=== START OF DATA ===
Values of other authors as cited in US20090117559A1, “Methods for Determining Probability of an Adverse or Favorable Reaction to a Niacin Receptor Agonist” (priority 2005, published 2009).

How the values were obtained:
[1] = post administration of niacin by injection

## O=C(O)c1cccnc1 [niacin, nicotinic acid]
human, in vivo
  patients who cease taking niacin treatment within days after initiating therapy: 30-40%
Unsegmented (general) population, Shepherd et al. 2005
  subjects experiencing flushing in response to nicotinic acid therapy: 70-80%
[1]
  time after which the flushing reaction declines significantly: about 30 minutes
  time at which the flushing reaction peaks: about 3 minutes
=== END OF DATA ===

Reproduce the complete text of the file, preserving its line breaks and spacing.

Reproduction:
Values of other authors as cited in US20090117559A1, “Methods for Determining Probability of an Adverse or Favorable Reaction to a Niacin Receptor Agonist” (priority 2005, published 2009).

How the values were obtained:
[1] = post administration of niacin by injection

## O=C(O)c1cccnc1 [niacin, nicotinic acid]
human, in vivo
  patients who cease taking niacin treatment within days after initiating therapy: 30-40%
Unsegmented (general) population, Shepherd et al. 2005
  subjects experiencing flushing in response to nicotinic acid therapy: 70-80%
[1]
  time after which the flushing reaction declines significantly: about 30 minutes
  time at which the flushing reaction peaks: about 3 minutes